On the graphics its always a case of working with them where possible to give the best final outcome.

    Unfortunatley in business its usually the client is always right that has to come first, you can try to convince some but they just will not have it, if your design is better then they should be able to see it if they are serious about considering different ideas.
     
  10. The Past macrumors 6502

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    Aug 17, 2004
    #10
    As someone who has been on the client side of things for many years, here is my take. We rarely had much respect for people who tried to "trick" us into making a choice they want.

    As another post said, urging us and nudging is all fair. But manipulating to get a desired outcome, now that is something else. It may not appear so, but most clients are smart people (at least at the MNC's I have worked at) and can tell when someone is trying to steer them a certain way.

    The designer may have disdain for the final choice. But as a client, I had to manage multiple goals (including shareholder value) and eventually own-up responsibility if a design did not deliver.

    The worst that will happen to a designer if his/her favorite design is not chosen is new stories for cocktail parties. The worst that will happen to a client if an apt design is not chosen is far more severe. There will not be anymore designer cocktail parties at all.

    We always went with designers and agencies who wanted to capitalize on the fact that some of us on the client-side know the product and our customers better than anyone else. After all, we have been doing it well for years! :)
     
  11. The Past macrumors 6502

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    Aug 17, 2004
    #11
    Well said.
     
  12. shecky Guest

    shecky

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    #12
    i do not know specifically, but i spent a long weekend with him when i was at RISD a few years ago. his website does not list dates but i would email him and ask: http://www.mellehammer.nl/
     
  13. a cat *miaow* macrumors regular

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    Jun 12, 2007
    #13
    ...or how about - them choosing the one you do love and then ruining it!!!? That has to be the worst.. "make this bigger", "don't but that awesome picture in it - use this one that we took in the office", "remove all those graphic devices that you've worked hard to develop".. and end up with a boring old piece of tat that would have taken all of an hour to produce if you knew that's what they wanted at the start
     
  14. Nicolecat thread starter macrumors 6502a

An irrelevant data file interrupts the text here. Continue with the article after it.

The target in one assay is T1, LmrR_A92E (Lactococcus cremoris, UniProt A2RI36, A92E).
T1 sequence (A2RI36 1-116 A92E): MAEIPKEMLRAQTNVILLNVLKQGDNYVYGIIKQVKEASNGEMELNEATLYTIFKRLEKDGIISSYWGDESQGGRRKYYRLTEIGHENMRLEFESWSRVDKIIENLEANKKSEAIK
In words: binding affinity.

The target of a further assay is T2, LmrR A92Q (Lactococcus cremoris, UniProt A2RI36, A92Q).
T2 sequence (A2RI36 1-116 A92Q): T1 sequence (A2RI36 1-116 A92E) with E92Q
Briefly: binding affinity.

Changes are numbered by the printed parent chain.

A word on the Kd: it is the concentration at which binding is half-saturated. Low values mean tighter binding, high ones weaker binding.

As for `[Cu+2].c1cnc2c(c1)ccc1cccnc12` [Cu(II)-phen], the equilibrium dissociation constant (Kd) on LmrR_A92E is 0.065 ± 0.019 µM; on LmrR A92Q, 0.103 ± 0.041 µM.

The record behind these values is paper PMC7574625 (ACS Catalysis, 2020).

Nicolecat

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    Apr 2, 2008
    #14

    1. I haven't seen any comments in this thread about "tricking" the client. I would agree that would be bad practice...but still not the topic of choice here.

    2. Sure the designer will have weight towards certain aspects of the design...but in most cases this is due to lack of direction from the client or research of what other competitive companies are doing that do or do not work for them. In my case I was given direction...maybe too much of it, down to "Use this image and the depicted shape of the image"

    3. I read this as slightly snide. Now, having said that...Looking from the inside out, I'm not sure most people know what all a good design entails. Granted there is good design that wouldn't be relevant or even profitable for certain projects...but at that point, it should never have been offered as a comp to begin with.
     
  15. Nicolecat thread starter macrumors 6502a

    Nicolecat

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    #15
    Thanks! :D
     
  16. ChicoWeb macrumors 65816

    ChicoWeb

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    Aug 16, 2004
    Location:
    California
    #16
    As a designer, it is your job to inform your clients on your professional opinion, offer them reasons, but the final choice is up to them. I often have to create sites that are horrid in my opinion, I just don't put my name on it. When it comes down to it, it's the paying clients choice, you just have to hope that they remember why they hired you.

    Or charge enough to get the time to make several!!! We just showed a client these as a matter of fact.
     

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  17. Nicolecat thread starter macrumors 6502a

    Nicolecat

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    Apr 2, 2008
    #17
    Beautiful.

    Is that a combo of Arial & Futura? ...on the red cards.
    Love the lighting effect and rich use of colors. :D